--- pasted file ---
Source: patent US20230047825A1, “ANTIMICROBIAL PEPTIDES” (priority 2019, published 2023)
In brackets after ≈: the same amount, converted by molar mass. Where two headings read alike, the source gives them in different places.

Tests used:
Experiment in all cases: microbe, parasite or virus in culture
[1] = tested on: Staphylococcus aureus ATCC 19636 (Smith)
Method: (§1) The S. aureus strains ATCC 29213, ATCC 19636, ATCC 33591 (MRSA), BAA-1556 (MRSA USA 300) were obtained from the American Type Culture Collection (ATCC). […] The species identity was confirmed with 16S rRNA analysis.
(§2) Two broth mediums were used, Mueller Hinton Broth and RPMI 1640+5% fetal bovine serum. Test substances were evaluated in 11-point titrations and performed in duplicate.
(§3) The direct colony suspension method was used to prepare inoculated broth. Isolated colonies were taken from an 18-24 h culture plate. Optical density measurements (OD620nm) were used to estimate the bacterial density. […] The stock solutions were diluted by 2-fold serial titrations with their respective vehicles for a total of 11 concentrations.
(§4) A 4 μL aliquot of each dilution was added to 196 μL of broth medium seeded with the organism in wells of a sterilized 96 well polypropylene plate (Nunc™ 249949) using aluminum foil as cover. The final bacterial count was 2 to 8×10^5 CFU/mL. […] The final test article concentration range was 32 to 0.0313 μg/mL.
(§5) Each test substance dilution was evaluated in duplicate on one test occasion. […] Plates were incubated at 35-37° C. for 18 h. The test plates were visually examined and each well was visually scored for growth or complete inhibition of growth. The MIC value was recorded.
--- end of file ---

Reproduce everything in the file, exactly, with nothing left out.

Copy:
Source: patent US20230047825A1, “ANTIMICROBIAL PEPTIDES” (priority 2019, published 2023)
In brackets after ≈: the same amount, converted by molar mass. Where two headings read alike, the source gives them in different places.

Tests used:
Experiment in all cases: microbe, parasite or virus in culture
[1] = tested on: Staphylococcus aureus ATCC 19636 (Smith)
Method: (§1) The S. aureus strains ATCC 29213, ATCC 19636, ATCC 33591 (MRSA), BAA-1556 (MRSA USA 300) were obtained from the American Type Culture Collection (ATCC). […] The species identity was confirmed with 16S rRNA analysis.
(§2) Two broth mediums were used, Mueller Hinton Broth and RPMI 1640+5% fetal bovine serum. Test substances were evaluated in 11-point titrations and performed in duplicate.
(§3) The direct colony suspension method was used to prepare inoculated broth. Isolated colonies were taken from an 18-24 h culture plate. Optical density measurements (OD620nm) were used to estimate the bacterial density. […] The stock solutions were diluted by 2-fold serial titrations with their respective vehicles for a total of 11 concentrations.
(§4) A 4 μL aliquot of each dilution was added to 196 μL of broth medium seeded with the organism in wells of a sterilized 96 well polypropylene plate (Nunc™ 249949) using aluminum foil as cover. The final bacterial count was 2 to 8×10^5 CFU/mL. […] The final test article concentration range was 32 to 0.0313 μg/mL.
(§5) Each test substance dilution was evaluated in duplicate on one test occasion. […] Plates were incubated at 35-37° C. for 18 h. The test plates were visually examined and each well was visually scored for growth or complete inhibition of growth. The MIC value was recorded.